On the embarrassment of being late to the party

Discovering a new writer or artist, or at least someone new to you, can be a wonderful experience. This is particularly enjoyable when they are starting out on their career. For me this happened with the music of John Adams. This led to a period of discovery, travelling whenever I could to wherever a piece of his was being played. What made it more special still was that at that time John Adams was known to only a few of us; a secret pleasure shared only by a few initiates.

The other side of the coin is when you “discover” someone who is already famous. Recently I’ve been asking myself: How on earth have I never before read anything by Penelope Lively? Even then my discovery came by accident, I intended to read something by Penelope Fitzgerald. Instead, getting my Penelopes confused, I took out from the library Penelope Lively’s How it All Began. But what joy did I find. What wonderful, unforced eloquence. What deep sympathy, empathy with her characters; even for those who on the face it don’t deserve it. How can a hand on a knee be imbued with such an emotional charge? If you’ve read the book, you’ll know whose hand and whose knee I mean. If you haven’t read it, then go and get a copy.

I really am embarrassed. I consider myself reasonably well-read, and yet here is someone who was scarcely a name to me before, writing with such humanity. The only consolation I have is that instead of having to wait two years for another book to come out, I can straight away start to read all her earlier work.

Can we have proper plays please?

Looking at the West Yorkshire Playhouse programme for the first part of 2017, I am struck by the fact that three of the Big Shows are not properly plays at all, but adaptations for the stage of famous films and novels: La Strada, The Graduate and The Grapes of Wrath. This seems to be a trend, and WYP is certainly not unique in going this way, even The Shawshank Redemption (one of the most loved films of all time) is now a play, but it worries me.

Of course, adaptations of existing source material have been a feature of the stage since Shakepeare’s day and probably long before. Sometimes they are incredibly successful (Susan Hill’s The Woman in Black for example), but are these adaptations really justified artistically or are they – as I fear – a cynical way of getting an audience by trading on the reputation of something that is already successful, well-known and popular? I struggle to imagine what a stage version of The Graduate will bring to the table to replace the magical chemistry between Dustin Hoffman and Anne Bancroft.

There are so many great plays out there. The greats of the canon; forgotten works that should be revived; young new talent. Wouldn’t it be better to concentrate on these?

Avoiding ossification

A first post in my new blog. Sometimes I will be talking about music, sometimes writing, sometimes…who knows? This one though is definitely music.

This year’s Huddersfield Contemporary Music Festival has just come to an end. The 39th Festival no less. I first went to HCMF back in the mid-1980s when it was run by Richard Steinitz. One year there was a memorable visit by John Cage, another time a young John Adams. The likes of Xenakis, Berio and Birtwistle featured prominently, and I remember showing Arne Nordheim the way to the Town Hall one night when he was lost. Composers who I think of as being absolute masters of the late twentieth century. Then in 1993 I moved abroad not to return until 2010 and when I started going back to Huddersfield I found that it had changed. Or at least so it seemed.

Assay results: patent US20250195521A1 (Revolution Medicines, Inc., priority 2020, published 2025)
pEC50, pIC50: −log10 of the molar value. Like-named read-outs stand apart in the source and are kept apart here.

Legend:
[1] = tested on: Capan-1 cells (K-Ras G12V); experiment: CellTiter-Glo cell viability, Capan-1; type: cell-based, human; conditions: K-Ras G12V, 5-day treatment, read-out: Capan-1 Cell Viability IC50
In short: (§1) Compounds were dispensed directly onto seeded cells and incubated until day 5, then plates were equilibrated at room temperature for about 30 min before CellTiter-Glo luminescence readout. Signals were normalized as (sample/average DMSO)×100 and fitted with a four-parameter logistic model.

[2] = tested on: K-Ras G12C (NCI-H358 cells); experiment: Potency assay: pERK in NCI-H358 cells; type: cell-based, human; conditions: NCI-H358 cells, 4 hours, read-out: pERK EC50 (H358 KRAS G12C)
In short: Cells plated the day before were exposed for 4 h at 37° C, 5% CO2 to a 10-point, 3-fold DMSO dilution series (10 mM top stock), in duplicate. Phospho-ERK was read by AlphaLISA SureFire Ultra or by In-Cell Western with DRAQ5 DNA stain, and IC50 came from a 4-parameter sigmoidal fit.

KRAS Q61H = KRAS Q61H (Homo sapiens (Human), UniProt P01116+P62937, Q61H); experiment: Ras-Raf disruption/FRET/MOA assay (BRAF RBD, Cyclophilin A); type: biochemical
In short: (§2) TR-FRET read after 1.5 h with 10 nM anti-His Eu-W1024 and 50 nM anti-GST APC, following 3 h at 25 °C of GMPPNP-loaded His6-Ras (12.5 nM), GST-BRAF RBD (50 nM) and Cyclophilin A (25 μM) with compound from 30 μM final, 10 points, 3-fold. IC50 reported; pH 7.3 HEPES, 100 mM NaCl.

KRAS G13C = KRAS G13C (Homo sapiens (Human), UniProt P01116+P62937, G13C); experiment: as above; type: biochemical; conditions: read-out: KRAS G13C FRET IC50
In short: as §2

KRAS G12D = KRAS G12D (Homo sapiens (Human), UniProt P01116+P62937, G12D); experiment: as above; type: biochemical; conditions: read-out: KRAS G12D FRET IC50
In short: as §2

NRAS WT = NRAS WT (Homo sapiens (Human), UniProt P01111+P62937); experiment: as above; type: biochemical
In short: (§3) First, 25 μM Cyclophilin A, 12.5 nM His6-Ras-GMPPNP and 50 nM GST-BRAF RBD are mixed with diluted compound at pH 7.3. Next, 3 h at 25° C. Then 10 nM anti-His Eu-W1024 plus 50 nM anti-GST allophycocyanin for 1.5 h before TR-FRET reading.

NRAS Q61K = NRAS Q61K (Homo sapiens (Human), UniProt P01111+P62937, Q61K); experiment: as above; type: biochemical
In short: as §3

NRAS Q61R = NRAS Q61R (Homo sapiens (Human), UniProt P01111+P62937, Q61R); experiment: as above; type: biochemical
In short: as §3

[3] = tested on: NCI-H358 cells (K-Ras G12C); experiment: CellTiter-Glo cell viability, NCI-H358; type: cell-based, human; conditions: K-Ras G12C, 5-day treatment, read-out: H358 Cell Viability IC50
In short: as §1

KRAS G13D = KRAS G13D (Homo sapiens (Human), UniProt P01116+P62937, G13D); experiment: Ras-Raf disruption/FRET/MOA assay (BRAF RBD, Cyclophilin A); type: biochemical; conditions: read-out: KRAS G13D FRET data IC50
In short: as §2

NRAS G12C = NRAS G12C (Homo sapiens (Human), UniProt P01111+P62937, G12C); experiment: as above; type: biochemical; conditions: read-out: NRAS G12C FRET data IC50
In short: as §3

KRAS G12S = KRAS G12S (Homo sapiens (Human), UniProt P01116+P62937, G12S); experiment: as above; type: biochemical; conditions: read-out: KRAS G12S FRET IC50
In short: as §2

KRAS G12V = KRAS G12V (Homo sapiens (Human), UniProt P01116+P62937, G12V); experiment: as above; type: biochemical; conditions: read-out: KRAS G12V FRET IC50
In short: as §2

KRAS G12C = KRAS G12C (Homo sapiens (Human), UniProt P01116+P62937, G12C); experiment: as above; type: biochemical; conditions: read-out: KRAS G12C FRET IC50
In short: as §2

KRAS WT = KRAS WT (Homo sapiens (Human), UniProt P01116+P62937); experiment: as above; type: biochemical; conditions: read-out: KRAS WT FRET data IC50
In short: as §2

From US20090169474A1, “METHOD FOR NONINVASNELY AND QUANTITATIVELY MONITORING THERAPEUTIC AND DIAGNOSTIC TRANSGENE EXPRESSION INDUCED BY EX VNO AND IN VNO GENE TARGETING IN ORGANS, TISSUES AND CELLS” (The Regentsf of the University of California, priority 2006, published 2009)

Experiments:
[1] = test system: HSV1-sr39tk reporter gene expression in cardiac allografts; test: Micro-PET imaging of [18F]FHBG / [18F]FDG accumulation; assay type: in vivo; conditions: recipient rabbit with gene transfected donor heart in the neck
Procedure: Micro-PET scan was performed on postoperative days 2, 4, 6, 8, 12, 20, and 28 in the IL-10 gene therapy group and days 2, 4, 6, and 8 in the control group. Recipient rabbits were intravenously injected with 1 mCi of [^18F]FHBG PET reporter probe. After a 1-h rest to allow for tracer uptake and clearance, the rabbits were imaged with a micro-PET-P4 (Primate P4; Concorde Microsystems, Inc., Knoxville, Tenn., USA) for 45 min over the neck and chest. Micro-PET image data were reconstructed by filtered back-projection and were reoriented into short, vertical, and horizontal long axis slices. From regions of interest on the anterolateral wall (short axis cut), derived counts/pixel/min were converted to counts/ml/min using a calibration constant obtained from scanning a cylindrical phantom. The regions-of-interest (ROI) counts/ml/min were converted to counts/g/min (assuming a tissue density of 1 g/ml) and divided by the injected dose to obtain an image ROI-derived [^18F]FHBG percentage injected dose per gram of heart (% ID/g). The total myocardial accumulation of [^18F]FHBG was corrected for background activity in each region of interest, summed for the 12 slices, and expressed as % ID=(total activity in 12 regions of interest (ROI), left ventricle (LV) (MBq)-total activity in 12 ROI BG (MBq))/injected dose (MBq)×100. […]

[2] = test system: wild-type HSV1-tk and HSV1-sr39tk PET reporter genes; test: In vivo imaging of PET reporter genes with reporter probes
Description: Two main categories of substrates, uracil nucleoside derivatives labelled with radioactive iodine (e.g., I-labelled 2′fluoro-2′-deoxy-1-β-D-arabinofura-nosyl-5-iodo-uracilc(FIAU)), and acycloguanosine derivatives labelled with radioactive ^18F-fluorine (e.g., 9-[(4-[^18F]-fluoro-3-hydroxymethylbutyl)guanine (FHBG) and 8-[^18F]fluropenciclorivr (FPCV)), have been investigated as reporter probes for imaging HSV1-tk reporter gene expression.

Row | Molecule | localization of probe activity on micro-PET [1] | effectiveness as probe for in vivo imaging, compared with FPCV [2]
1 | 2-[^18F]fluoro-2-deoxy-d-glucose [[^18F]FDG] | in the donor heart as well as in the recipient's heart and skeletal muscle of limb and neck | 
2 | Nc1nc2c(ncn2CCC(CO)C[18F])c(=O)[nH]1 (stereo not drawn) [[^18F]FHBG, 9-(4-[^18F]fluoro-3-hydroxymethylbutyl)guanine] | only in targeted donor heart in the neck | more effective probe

Instead of the Big Names of contemporary music, composers likely to be featured by the BBC at the Proms for example, there was more of an emphasis on the extreme fringes of the avant-garde. Composers I had never even heard of such as Rebecca Saunders and Georg Friedrich Haas. Music that often lived in the space where contemporary classical music (for want of a better term) met experimental jazz and improvisation. And I have to admit that at first I was disappointed: Where were the heroes of my youth? And then, even more alarmingly, I started to worry that as I was growing older my tastes were starting to ossify. Although my wife thinks that I listen to “strange music”, it seemed to me that too many of the concerts were too strange even for me.

So, realising that perhaps the fault lay with me and not the music, I went to a lunchtime concert featuring the Australian group Elision and composers I didn’t know, and where I was (almost literally – it was very loud) blown away by Aaron Cassidy’s The wreck of former boundaries for 2 trumpets with clarinet, saxophone, trombone, contrabass, lap-steel guitar and multi-channel electronics. A composer who I had never heard of writing music of visceral power, played with stunning virtuosity by the two solo trumpets. Highly dissonant, and yet the spirit of free jazz (Ornette Coleman an influence on the music) never seemed too far away.

In short it was wonderful (as was Rebecca Saunders’ Skin in another concert) and it reminded me of the importance of taking a chance on things, and keeping open ears and an open mind. No matter how old you are.